Sounds like … fans of Sunny Day Real Estate, Thursday, Fugazi, and
Taking Back Sunday will fall in love with Further Seems Forever's
polished perpetuation of the emo genreAt a Glance … though no longer fronted by Chris Carrabba, FSF
presses on with even more melodic bedlam and impassioned vocals
than those found on their 2001 debut
When Further Seems Forever first unveiled their highly celebrated The Moon Is Down release, the public's preliminary focal point was on the band's behind the scenes relations as opposed to their emotionally charged pedigree and rhythmic assault. All eyes were on lead singer Chris Carrabba.
Just before the disc was released, Carrabba pulled out of the band he helped form in order to pursue outside interests. Though they were virtually unknown back then, Carrabba quickly took on
the equally heartfelt Dashboard Confessional project, earning national attention through previously unlikely MTV exposure and prominent concert billings. Meanwhile, his former band mates trudged on the road with a new singer named Jason Gleason, known for a slightly more mature, less whiny vocal demeanor than his predecessor.
Though Further Seems Forever hasn't risen to the prominence level of their former front man, they've been far from overlooked on the mainstream touring front, scoring spots with Something Corporate and the Get Up Kids, just to name a few. They also
landed songs on some coveted compilations such as Weezer Tribute (covering "Say It Ain't So") and Pop Goes Punk (the platform for
their parody of N'Sync's "Bye, Bye, Bye").
Though they still played Christian festivals and found their way onto spiritually centered radio stations, it was apparent that, like Carrabba and his new company, Further Seems Forever was also striving for crossover status. As it stands right now, members maintain the following philosophy when it comes to the interplay of their faith with the music: "Well, everyone in FSF is a
Christian, but we don't call ourselves a Christian band," they
posted on their official website. "We do this because we love
it. It is not a ministry for us. Our faith is our relationship
with God on an individual level, and if we feel led to share that
we will … we simply love to play music and love God."
Bearing those comments in mind, don't expect to find any blatant examples of the band's spiritual convictions on their How to Start a Fire. But look to their lyrical evasiveness as a platform that may eventually curb listener conversations in that direction. Certainly references to
grace, battling pride, and living with integrity are reputable
causes to cover within their recently recorded repertoire. Like
fellow modern rockers Chevelle and The Juliana Theory, Further
Seems Forever members need not justify their individual faith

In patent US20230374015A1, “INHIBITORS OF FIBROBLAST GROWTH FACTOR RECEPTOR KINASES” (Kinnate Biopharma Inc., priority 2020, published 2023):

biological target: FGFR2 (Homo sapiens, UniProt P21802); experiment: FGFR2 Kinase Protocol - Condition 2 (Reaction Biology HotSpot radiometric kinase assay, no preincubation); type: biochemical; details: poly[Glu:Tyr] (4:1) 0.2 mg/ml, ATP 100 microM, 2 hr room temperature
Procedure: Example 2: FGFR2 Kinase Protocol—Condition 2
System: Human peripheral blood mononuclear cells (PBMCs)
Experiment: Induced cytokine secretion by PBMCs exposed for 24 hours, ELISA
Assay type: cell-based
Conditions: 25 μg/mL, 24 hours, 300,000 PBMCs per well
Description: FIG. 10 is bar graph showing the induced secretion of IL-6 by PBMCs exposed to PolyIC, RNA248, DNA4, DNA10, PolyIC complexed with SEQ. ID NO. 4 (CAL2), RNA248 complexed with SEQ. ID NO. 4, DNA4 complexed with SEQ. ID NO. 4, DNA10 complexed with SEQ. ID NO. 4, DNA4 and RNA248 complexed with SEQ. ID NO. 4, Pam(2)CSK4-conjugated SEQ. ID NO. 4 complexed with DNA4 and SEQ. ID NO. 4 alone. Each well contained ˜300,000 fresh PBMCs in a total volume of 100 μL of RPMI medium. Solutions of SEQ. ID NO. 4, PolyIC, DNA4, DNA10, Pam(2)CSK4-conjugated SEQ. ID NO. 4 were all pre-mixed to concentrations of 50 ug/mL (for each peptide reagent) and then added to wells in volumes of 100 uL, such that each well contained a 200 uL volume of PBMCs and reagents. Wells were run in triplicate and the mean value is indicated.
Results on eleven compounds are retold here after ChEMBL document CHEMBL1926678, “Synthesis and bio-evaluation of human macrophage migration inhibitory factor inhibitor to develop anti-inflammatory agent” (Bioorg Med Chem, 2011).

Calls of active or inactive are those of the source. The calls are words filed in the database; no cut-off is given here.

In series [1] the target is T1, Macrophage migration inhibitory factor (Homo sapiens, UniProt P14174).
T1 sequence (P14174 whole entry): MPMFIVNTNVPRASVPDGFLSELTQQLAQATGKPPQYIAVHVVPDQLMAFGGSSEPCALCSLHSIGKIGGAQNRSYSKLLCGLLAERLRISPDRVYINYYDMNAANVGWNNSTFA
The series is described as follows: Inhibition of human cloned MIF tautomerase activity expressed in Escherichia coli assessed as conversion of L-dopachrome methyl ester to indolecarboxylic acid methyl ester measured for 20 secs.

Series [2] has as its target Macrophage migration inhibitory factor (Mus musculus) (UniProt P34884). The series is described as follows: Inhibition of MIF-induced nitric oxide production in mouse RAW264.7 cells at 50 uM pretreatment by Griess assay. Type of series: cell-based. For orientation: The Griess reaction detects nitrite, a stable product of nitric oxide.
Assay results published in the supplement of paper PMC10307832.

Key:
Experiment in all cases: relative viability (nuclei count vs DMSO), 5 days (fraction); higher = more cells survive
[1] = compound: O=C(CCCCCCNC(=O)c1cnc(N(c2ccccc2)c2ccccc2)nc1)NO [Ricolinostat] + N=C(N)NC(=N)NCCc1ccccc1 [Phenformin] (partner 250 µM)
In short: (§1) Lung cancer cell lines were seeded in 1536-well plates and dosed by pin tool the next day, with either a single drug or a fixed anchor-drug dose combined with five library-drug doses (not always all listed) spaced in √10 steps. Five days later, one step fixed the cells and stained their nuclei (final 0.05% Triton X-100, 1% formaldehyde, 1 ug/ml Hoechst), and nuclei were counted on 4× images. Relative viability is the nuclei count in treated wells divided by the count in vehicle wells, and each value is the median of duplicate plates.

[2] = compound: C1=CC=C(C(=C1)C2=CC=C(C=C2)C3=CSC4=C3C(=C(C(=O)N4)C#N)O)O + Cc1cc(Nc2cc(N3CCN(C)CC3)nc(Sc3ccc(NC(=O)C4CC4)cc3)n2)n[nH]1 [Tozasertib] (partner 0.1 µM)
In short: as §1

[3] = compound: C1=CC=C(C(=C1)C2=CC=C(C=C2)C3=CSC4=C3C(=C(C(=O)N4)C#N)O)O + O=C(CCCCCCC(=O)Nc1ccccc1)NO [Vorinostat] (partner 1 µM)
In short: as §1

walks. Instead, they let their song structuring and artistic
liberty do the talking.
How to Start a Fire is a fitting follow-up that presents the band in a tighter, more
cohesive environment. Such qualities are initially displayed
throughout the title cut. "The Sound" also funnels through a
sequence of alerting guitar crackles and a singing style filled
with urgent distress, while a melodic focus takes center
spotlight. Other menacing anthems include the pensive "Against My
Better Judgment" and the band's thoroughly soul-searched stance
on egotism called "Pride War."
Though first hinted at on the last album, Further Seems Forever also implements sonic solidarity in several less abrasive settings on How to Start a Fire, starting with the delicate acoustic set up of "Oh Legendary" and the alternative blues shuffle, "A Blank Page Empire." Then there's "I Am," known for its inferred storyline that resounds with a questioning quality of a relationship on the rocks, along the lines of The Juliana
Theory's "For Evangeline." Jason's singing is especially
transfixing on lines like "I am one step closer for you / And
please tell me when you're through / Cause I may not be through
with you / Your loss to sustain / And I will remain." Such gut-
wrenching groans are later suppressed through the placid
distortion of "Instrumental" (misleadingly titled since it
actually has vocals), bringing the album to a conclusion on a
As appealing as How to Start a Fire is, like The Moon Is Down, it runs just over a skimpy 35 minutes, bordering in between EP and
the shorter side of full-length status. My only words of wisdom
to new fans of the emo genre (especially of bands from the
Christian community) are to instead consider trying out Denison
Marrs's Then Is the New Now or The Juliana Theory's Emotion is
Dead. You'll get much more for your money. That detracting
quality isn't enough to disjoint the project's overall unity and
the band's performance precision, nor should it hinder close
followers in their decision to pick up the disc. In fact, if the
band continues developing at this pace, I'm quite certain many
more listeners will be converted to fervent fans, perhaps even
affronting Further Seems Forever with a longevity status that
many in their genre lack.